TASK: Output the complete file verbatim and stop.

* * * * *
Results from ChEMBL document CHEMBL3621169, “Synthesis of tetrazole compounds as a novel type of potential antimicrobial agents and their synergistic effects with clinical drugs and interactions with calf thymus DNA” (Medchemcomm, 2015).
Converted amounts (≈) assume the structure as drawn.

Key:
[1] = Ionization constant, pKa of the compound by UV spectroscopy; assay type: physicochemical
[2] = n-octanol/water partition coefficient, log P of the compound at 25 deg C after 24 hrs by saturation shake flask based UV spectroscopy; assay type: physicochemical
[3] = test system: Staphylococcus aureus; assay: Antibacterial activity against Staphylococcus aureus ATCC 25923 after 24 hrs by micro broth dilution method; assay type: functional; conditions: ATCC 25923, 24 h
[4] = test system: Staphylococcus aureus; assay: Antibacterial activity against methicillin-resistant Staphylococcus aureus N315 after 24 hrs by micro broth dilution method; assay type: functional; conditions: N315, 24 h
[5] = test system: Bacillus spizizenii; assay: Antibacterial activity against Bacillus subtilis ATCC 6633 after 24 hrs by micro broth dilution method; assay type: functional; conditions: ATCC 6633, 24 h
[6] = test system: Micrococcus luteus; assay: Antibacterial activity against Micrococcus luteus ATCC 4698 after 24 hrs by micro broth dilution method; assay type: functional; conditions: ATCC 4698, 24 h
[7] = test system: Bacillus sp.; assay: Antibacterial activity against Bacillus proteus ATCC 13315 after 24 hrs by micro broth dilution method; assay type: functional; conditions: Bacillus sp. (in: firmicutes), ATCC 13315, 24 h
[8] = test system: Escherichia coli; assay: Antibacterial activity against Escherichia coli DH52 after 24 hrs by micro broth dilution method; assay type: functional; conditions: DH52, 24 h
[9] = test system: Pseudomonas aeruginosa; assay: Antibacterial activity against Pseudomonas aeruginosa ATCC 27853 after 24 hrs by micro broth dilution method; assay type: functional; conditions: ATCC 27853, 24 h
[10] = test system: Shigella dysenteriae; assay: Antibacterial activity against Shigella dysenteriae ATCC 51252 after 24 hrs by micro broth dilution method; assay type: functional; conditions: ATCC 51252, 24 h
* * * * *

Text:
Results from ChEMBL document CHEMBL3621169, “Synthesis of tetrazole compounds as a novel type of potential antimicrobial agents and their synergistic effects with clinical drugs and interactions with calf thymus DNA” (Medchemcomm, 2015).
Converted amounts (≈) assume the structure as drawn.

Key:
[1] = Ionization constant, pKa of the compound by UV spectroscopy; assay type: physicochemical
[2] = n-octanol/water partition coefficient, log P of the compound at 25 deg C after 24 hrs by saturation shake flask based UV spectroscopy; assay type: physicochemical
[3] = test system: Staphylococcus aureus; assay: Antibacterial activity against Staphylococcus aureus ATCC 25923 after 24 hrs by micro broth dilution method; assay type: functional; conditions: ATCC 25923, 24 h
[4] = test system: Staphylococcus aureus; assay: Antibacterial activity against methicillin-resistant Staphylococcus aureus N315 after 24 hrs by micro broth dilution method; assay type: functional; conditions: N315, 24 h
[5] = test system: Bacillus spizizenii; assay: Antibacterial activity against Bacillus subtilis ATCC 6633 after 24 hrs by micro broth dilution method; assay type: functional; conditions: ATCC 6633, 24 h
[6] = test system: Micrococcus luteus; assay: Antibacterial activity against Micrococcus luteus ATCC 4698 after 24 hrs by micro broth dilution method; assay type: functional; conditions: ATCC 4698, 24 h
[7] = test system: Bacillus sp.; assay: Antibacterial activity against Bacillus proteus ATCC 13315 after 24 hrs by micro broth dilution method; assay type: functional; conditions: Bacillus sp. (in: firmicutes), ATCC 13315, 24 h
[8] = test system: Escherichia coli; assay: Antibacterial activity against Escherichia coli DH52 after 24 hrs by micro broth dilution method; assay type: functional; conditions: DH52, 24 h
[9] = test system: Pseudomonas aeruginosa; assay: Antibacterial activity against Pseudomonas aeruginosa ATCC 27853 after 24 hrs by micro broth dilution method; assay type: functional; conditions: ATCC 27853, 24 h
[10] = test system: Shigella dysenteriae; assay: Antibacterial activity against Shigella dysenteriae ATCC 51252 after 24 hrs by micro broth dilution method; assay type: functional; conditions: ATCC 51252, 24 h